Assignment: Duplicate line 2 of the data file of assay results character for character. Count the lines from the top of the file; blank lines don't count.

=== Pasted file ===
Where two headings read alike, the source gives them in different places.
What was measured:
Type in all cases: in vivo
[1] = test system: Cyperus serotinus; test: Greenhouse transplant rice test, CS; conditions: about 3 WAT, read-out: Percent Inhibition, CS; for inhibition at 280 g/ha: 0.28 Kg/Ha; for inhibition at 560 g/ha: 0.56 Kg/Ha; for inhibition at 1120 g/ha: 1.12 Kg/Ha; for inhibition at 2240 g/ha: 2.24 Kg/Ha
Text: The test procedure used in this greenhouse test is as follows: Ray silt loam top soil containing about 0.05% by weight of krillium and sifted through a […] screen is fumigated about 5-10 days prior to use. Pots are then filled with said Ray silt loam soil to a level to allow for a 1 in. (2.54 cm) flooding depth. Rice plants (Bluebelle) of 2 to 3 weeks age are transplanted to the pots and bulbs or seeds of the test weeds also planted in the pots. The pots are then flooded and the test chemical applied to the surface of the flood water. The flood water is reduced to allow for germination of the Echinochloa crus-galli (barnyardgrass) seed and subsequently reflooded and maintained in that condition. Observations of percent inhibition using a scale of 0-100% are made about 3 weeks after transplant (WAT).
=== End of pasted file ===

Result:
What was measured: